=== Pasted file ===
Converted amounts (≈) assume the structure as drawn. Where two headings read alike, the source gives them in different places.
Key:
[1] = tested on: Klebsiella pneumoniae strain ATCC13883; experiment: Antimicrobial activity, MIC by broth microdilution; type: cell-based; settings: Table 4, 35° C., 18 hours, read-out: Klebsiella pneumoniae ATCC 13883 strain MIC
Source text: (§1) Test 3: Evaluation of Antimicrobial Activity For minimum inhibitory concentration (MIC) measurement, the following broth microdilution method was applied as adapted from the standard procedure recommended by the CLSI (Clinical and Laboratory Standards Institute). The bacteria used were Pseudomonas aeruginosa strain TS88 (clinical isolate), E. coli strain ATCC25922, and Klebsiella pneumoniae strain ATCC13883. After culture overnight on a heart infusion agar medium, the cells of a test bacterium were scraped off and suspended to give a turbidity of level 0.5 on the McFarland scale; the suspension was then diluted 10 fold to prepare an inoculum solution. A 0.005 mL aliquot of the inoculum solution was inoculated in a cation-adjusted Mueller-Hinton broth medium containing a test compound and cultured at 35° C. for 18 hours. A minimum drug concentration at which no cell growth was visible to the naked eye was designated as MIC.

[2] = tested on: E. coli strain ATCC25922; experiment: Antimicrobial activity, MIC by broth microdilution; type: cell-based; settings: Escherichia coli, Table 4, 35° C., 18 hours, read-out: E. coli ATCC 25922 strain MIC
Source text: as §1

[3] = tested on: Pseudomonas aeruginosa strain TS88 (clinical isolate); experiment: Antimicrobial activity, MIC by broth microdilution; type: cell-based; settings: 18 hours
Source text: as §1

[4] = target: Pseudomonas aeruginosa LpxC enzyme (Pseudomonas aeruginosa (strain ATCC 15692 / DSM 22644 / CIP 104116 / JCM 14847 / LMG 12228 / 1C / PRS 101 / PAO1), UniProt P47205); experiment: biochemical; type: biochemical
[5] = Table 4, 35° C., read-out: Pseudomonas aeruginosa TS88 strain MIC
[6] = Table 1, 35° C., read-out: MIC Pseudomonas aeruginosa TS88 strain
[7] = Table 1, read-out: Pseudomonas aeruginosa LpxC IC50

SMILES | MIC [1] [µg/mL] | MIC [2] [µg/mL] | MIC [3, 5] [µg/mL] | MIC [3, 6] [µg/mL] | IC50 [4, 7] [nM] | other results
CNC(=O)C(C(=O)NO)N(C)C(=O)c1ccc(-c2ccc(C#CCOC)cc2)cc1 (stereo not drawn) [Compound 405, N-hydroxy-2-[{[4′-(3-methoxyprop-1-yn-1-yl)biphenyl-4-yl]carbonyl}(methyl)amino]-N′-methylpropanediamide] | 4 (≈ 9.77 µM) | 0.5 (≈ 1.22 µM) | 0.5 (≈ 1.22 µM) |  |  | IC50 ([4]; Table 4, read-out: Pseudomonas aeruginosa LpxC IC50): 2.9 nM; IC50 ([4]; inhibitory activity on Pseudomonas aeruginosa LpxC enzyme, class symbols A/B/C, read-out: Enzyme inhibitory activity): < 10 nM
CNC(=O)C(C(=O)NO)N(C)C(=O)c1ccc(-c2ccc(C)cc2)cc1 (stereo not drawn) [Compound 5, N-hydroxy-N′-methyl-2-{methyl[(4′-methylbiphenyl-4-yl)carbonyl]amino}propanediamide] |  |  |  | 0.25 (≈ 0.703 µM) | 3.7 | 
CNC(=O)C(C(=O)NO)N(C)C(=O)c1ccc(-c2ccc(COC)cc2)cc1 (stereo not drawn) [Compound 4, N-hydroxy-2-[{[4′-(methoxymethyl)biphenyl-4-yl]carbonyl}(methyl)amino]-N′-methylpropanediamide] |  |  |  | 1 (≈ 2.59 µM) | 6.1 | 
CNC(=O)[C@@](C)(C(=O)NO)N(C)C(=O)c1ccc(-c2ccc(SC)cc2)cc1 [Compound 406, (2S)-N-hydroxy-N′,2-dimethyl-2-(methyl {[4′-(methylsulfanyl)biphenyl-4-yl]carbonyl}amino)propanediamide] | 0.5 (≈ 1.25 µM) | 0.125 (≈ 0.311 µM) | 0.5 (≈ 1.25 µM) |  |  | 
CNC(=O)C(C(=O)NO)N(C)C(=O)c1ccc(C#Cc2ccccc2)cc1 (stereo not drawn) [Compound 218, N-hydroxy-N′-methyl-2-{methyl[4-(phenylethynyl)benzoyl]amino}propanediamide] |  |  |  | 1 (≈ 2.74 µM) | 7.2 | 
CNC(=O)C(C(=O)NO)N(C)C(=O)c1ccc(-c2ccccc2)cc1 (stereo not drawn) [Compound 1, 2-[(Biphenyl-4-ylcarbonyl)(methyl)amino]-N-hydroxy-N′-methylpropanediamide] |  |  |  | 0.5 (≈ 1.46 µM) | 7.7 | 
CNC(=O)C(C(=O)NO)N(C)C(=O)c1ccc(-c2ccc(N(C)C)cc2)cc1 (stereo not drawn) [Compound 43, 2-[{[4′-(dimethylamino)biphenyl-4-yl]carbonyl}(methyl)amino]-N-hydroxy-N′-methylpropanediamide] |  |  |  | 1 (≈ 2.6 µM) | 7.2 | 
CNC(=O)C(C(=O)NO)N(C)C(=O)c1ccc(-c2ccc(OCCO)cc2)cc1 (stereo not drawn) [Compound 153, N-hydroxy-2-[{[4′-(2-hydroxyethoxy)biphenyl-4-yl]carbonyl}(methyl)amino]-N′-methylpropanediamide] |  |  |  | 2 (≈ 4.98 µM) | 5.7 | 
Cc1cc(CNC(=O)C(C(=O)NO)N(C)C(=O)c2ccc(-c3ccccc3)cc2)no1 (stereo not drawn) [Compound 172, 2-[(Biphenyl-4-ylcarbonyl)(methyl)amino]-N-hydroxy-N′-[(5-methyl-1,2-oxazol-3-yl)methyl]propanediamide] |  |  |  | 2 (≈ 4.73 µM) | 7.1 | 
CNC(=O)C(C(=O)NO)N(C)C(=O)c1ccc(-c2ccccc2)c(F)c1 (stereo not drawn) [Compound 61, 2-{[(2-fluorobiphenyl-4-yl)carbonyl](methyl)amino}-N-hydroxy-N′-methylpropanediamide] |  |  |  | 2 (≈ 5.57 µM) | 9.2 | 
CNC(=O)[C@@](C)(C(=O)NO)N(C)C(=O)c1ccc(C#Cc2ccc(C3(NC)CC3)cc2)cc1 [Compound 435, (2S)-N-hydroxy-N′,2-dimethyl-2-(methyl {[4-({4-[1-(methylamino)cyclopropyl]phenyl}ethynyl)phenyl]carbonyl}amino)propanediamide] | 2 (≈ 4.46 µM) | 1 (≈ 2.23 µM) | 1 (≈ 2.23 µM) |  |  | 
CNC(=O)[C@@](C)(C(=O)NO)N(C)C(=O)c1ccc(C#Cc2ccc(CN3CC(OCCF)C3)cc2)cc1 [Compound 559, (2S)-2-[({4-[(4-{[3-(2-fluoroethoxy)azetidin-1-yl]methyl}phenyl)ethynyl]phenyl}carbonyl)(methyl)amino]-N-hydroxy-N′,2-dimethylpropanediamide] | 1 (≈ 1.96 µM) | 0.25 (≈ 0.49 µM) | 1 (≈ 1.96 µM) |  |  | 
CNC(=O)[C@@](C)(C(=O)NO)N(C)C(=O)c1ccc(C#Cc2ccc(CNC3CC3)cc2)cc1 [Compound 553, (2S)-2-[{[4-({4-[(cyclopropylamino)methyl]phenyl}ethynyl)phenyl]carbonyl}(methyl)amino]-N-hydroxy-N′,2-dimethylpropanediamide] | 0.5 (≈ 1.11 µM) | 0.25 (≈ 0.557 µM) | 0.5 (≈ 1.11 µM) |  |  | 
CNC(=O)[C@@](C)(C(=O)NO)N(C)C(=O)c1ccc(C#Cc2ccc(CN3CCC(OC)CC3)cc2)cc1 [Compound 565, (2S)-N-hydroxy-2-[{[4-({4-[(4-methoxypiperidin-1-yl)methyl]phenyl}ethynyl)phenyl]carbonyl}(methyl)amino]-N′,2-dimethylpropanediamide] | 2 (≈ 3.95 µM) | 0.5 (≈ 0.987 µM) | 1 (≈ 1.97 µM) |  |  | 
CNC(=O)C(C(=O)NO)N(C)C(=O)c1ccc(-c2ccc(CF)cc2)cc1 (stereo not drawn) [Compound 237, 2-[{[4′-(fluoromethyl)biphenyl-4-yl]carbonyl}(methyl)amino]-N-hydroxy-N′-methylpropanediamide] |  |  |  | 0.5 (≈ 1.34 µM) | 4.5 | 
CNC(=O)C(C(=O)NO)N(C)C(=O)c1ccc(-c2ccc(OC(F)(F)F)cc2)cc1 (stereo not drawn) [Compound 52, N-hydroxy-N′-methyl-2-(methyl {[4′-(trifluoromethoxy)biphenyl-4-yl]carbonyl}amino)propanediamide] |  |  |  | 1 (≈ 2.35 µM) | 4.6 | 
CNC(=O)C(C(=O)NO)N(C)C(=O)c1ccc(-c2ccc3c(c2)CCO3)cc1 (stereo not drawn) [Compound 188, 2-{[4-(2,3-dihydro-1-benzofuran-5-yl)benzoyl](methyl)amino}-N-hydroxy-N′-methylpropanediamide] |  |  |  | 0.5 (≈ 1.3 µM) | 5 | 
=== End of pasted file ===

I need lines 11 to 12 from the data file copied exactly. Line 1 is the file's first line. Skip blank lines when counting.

[6] = Table 1, 35° C., read-out: MIC Pseudomonas aeruginosa TS88 strain
[7] = Table 1, read-out: Pseudomonas aeruginosa LpxC IC50